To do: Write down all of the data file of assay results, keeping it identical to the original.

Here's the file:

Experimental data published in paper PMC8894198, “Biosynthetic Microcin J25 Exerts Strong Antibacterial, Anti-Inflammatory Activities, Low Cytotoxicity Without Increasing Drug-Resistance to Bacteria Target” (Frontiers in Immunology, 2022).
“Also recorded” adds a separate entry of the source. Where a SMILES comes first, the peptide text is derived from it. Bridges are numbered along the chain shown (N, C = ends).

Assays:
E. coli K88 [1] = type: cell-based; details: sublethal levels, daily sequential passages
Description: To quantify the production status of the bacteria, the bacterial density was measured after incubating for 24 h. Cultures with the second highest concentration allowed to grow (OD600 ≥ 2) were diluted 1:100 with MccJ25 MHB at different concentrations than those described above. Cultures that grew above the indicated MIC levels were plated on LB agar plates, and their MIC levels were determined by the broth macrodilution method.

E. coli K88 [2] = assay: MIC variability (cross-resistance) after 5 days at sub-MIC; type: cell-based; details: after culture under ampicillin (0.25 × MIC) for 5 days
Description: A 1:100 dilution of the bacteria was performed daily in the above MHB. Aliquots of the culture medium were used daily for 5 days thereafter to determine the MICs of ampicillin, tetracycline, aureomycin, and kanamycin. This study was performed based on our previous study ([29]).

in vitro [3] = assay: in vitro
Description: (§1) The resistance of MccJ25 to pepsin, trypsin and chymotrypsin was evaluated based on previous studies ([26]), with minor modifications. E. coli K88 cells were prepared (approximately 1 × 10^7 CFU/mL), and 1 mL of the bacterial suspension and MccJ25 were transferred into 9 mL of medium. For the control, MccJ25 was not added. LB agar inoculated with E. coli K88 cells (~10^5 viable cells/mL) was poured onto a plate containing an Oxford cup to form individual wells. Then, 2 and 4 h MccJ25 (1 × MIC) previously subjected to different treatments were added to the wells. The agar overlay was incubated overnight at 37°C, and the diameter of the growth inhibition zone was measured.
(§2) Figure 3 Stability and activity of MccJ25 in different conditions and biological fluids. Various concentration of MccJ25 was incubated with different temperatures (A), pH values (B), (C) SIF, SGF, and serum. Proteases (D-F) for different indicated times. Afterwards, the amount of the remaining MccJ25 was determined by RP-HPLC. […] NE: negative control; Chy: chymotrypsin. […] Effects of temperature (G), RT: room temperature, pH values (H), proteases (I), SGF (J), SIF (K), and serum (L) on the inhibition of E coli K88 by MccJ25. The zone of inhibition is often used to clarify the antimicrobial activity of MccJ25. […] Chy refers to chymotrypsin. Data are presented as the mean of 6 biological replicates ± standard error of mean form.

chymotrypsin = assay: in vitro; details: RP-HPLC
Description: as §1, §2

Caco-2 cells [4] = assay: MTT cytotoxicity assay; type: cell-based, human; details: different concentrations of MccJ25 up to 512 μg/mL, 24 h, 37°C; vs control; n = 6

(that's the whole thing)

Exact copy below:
Experimental data published in paper PMC8894198, “Biosynthetic Microcin J25 Exerts Strong Antibacterial, Anti-Inflammatory Activities, Low Cytotoxicity Without Increasing Drug-Resistance to Bacteria Target” (Frontiers in Immunology, 2022).
“Also recorded” adds a separate entry of the source. Where a SMILES comes first, the peptide text is derived from it. Bridges are numbered along the chain shown (N, C = ends).

Assays:
E. coli K88 [1] = type: cell-based; details: sublethal levels, daily sequential passages
Description: To quantify the production status of the bacteria, the bacterial density was measured after incubating for 24 h. Cultures with the second highest concentration allowed to grow (OD600 ≥ 2) were diluted 1:100 with MccJ25 MHB at different concentrations than those described above. Cultures that grew above the indicated MIC levels were plated on LB agar plates, and their MIC levels were determined by the broth macrodilution method.

E. coli K88 [2] = assay: MIC variability (cross-resistance) after 5 days at sub-MIC; type: cell-based; details: after culture under ampicillin (0.25 × MIC) for 5 days
Description: A 1:100 dilution of the bacteria was performed daily in the above MHB. Aliquots of the culture medium were used daily for 5 days thereafter to determine the MICs of ampicillin, tetracycline, aureomycin, and kanamycin. This study was performed based on our previous study ([29]).

in vitro [3] = assay: in vitro
Description: (§1) The resistance of MccJ25 to pepsin, trypsin and chymotrypsin was evaluated based on previous studies ([26]), with minor modifications. E. coli K88 cells were prepared (approximately 1 × 10^7 CFU/mL), and 1 mL of the bacterial suspension and MccJ25 were transferred into 9 mL of medium. For the control, MccJ25 was not added. LB agar inoculated with E. coli K88 cells (~10^5 viable cells/mL) was poured onto a plate containing an Oxford cup to form individual wells. Then, 2 and 4 h MccJ25 (1 × MIC) previously subjected to different treatments were added to the wells. The agar overlay was incubated overnight at 37°C, and the diameter of the growth inhibition zone was measured.
(§2) Figure 3 Stability and activity of MccJ25 in different conditions and biological fluids. Various concentration of MccJ25 was incubated with different temperatures (A), pH values (B), (C) SIF, SGF, and serum. Proteases (D-F) for different indicated times. Afterwards, the amount of the remaining MccJ25 was determined by RP-HPLC. […] NE: negative control; Chy: chymotrypsin. […] Effects of temperature (G), RT: room temperature, pH values (H), proteases (I), SGF (J), SIF (K), and serum (L) on the inhibition of E coli K88 by MccJ25. The zone of inhibition is often used to clarify the antimicrobial activity of MccJ25. […] Chy refers to chymotrypsin. Data are presented as the mean of 6 biological replicates ± standard error of mean form.

chymotrypsin = assay: in vitro; details: RP-HPLC
Description: as §1, §2

Caco-2 cells [4] = assay: MTT cytotoxicity assay; type: cell-based, human; details: different concentrations of MccJ25 up to 512 μg/mL, 24 h, 37°C; vs control; n = 6